Thanks Matt, very interesting trend. I have a similar view to CJ’s in terms of off-court and on-court use of wearable devices. My guess is that with the current health/safety concerns it’d be hard to start implementing things directly league-wide, on the court. If teams can first implement off-the court and have a more solid proof of concept, there’ll be much more buy-in bottom-up to push for an agreement that allows usage on-court.
Thanks Ting. I have a similar question to Akanksha’s. It makes sense to me how all the data gets recorded in the blockchain tech, but when I’m physically looking at a piece of diamond, how do I link that to its virtual ID? I assume a certificate separate from the physical iteam would be just as liable to fraud as it was in the pre Blockchain world.
Thanks for this interesting piece. My main question here is just around the economics of the company – with treasuries at 23% and offering low income customers cost of capital at 20%, how exactly are they making money here? Or is the idea to use this line of business to establish a customer base first and then to monetize that distribution channel and database through up-sells and cross-sells later on?
Thanks Christian. Quick question on the research kit and the sharing of data with leading healthcare institutions. Is apple partnering with them and providing the data for free? Or do they have a profit arrangement on the rights to the outcome of that research? How do they capture value for the tremendously valuable data they are capturing in their ecosystem?
Thanks for the post Zach. The key thought that sticks out to me about entertainment like sports is a decoupling of content and distribution. As the digital world makes distribution easier, content is less reliant on a platform like ESPN and talk shows can be hosted on sites like Youtube and gain significant popularity. In other words, easier distribution makes premier content key – do you see any systematic approach by them in terms of capturing that exclusive content especially as they pop up all around the web?
Thanks Christian. I think investing in more sustainable manufacturing practices and developing more energy-efficient devices makes a ton of sense. My main concern here is your last point on waste/disposed products. Is there an ongoing attempt to close the loop by allowing customers to return their widgets and centralize a recycling process for them right now?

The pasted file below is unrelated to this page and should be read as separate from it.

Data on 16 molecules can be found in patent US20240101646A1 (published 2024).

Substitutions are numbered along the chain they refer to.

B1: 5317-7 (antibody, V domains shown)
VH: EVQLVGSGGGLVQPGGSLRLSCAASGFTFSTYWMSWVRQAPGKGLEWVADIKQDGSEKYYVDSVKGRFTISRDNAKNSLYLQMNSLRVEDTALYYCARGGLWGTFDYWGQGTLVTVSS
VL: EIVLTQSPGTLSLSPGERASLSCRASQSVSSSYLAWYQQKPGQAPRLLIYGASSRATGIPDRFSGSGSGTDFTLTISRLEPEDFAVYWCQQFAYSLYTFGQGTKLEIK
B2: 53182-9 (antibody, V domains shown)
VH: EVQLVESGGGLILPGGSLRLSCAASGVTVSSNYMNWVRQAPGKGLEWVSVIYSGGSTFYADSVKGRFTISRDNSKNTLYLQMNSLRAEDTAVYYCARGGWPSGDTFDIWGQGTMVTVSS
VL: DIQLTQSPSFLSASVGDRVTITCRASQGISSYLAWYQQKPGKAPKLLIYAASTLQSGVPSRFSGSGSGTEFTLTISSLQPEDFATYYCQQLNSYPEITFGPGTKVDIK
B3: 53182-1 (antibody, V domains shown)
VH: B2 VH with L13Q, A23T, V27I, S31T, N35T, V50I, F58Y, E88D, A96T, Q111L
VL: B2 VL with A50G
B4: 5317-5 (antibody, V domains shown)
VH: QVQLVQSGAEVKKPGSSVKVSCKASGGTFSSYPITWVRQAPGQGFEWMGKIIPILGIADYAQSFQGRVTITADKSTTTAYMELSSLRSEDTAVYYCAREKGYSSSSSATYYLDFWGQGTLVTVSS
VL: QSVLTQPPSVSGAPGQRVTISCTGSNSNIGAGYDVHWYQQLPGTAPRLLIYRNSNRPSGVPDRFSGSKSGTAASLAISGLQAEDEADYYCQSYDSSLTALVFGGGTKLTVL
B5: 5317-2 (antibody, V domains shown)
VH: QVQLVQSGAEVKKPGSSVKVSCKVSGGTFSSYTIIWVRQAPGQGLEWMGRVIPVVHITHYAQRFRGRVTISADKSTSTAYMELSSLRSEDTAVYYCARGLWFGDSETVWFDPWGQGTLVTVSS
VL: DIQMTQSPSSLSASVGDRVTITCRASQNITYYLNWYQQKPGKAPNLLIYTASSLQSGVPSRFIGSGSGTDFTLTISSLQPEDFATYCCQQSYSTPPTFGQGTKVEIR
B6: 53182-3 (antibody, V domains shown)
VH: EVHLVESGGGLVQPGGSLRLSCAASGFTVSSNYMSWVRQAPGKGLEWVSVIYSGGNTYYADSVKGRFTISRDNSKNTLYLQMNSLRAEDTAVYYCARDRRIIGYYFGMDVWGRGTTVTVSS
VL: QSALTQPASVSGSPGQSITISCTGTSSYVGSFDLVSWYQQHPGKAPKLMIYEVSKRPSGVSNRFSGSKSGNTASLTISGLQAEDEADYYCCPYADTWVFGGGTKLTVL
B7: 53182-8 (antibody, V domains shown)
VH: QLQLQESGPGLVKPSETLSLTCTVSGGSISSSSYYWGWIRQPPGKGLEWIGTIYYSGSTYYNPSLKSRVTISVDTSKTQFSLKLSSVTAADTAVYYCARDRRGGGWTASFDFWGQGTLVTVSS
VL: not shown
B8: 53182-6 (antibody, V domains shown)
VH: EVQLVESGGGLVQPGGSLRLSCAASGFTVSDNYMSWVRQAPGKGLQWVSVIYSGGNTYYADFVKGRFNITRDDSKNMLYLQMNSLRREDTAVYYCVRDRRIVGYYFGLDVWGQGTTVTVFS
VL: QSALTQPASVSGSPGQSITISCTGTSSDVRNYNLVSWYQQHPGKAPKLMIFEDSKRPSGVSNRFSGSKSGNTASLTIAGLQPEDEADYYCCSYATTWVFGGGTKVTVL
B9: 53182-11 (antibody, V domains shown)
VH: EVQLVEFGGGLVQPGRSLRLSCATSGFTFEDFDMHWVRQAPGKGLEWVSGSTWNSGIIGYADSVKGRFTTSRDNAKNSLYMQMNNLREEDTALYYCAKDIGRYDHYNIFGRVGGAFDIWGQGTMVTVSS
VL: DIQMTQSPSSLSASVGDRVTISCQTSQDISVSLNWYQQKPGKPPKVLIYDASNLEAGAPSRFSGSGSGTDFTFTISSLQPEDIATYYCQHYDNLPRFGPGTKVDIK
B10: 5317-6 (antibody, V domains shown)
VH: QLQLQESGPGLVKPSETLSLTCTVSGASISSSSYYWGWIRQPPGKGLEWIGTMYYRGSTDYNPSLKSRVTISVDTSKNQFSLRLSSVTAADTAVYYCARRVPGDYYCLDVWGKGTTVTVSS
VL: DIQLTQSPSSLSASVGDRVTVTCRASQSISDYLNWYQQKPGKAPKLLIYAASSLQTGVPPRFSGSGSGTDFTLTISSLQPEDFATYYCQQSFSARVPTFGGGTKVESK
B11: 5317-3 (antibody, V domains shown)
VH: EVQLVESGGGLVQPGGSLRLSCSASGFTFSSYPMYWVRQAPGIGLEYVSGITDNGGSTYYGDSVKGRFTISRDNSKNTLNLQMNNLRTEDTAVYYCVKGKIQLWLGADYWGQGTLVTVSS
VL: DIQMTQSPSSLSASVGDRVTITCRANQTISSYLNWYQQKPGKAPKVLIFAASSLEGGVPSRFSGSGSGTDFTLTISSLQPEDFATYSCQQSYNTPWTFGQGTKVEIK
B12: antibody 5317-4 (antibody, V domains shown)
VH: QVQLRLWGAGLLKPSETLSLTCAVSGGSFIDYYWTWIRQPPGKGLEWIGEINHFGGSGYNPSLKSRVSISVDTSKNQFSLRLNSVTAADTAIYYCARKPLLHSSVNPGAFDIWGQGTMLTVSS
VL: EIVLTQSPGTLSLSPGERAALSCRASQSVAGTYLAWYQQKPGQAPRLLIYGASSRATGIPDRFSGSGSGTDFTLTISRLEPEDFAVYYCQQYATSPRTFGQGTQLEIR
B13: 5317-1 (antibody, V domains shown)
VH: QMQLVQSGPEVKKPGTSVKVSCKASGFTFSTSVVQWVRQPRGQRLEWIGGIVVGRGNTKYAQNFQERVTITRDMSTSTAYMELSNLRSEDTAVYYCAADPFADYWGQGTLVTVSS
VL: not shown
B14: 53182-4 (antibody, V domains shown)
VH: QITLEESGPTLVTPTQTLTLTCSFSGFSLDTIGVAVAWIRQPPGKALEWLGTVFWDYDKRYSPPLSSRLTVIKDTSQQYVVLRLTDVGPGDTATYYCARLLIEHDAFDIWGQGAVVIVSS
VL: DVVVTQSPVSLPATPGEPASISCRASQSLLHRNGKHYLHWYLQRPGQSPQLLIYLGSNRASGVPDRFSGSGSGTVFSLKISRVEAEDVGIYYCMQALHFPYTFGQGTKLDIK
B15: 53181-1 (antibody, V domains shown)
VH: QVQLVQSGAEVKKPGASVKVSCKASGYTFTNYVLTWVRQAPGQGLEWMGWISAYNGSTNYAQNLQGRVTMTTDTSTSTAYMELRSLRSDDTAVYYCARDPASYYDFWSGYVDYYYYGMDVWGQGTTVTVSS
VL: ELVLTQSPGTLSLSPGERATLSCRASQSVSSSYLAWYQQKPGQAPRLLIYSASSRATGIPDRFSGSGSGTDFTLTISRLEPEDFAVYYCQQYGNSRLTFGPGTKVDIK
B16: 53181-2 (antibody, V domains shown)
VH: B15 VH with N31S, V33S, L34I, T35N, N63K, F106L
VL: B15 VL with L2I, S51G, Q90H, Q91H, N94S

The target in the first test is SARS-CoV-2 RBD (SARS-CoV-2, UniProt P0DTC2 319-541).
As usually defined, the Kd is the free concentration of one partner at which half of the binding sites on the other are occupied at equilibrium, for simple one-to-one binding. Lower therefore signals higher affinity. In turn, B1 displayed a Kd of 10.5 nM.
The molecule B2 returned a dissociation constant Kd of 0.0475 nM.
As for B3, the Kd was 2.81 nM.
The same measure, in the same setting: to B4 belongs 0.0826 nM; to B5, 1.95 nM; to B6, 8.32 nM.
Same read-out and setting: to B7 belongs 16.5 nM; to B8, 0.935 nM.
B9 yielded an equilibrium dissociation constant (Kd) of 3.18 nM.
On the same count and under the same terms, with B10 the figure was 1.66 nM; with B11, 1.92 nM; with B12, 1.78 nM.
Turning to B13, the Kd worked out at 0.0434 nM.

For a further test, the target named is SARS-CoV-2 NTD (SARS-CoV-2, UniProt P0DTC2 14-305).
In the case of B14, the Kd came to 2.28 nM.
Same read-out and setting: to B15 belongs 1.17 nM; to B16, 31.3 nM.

Thanks Walter, interesting to hear about how cloud computing is actually a huge saver for societal energy consumption. Once cloud computing becomes even more ubiquitous, this is almost like centralizing the decision to use renweable power (which used to be scattered across millions of households) into the hands of one corporation. With all the limitations of renewable power like storage issues etc., how has AWS managed or strived to manage its resources using 100% renewable energy? Are we talking about solar or wind or natural gas here when AWS promises 100% renewable energy use?
Thanks for the piece Satoshi. I agree that a separate entity for renewables makes sense given potentially clashing incentives between the fossil-fuel based division and developing renewables. I wonder if we have a sense of how the return on investment and payback periods differ between developing renewable power plants and traditional fossil fuel plants? Are tradtitional plants still much more economically viable? If so a complete different entity that’s able to somehow attract capital with different required rates of return makes even more sense.
Thanks Wissam. Interesting to hear traditional ski resorts are now facing this problem. In Beijing, a relatively arid region, it snows quite rarely in winter, but there have been several “ski resorts” nearby that rely exclusively on artificial snow. It’s quite a sight in winter, you’ll drive through a mountainous region entirely dry, and then turn a corner to see one hill covered fully in snow. I think this process becomes quite expensive though, and wouldn’t work for really large ski resorts covering a larger area.
Interesting piece. I think I’d be most interested in how reliably one can adjust underwriting guidelines for broad, long-term trends like climate change. The inherent assumption here is that historical data won’t be as reliable going forward as extreme tail events become more likely. Although there’s general agreement within the scientific community that this is true, I wonder whether there’s actually a consistent view one can use to reliably quantify and incorporate this impact in underwriting/premium calculations.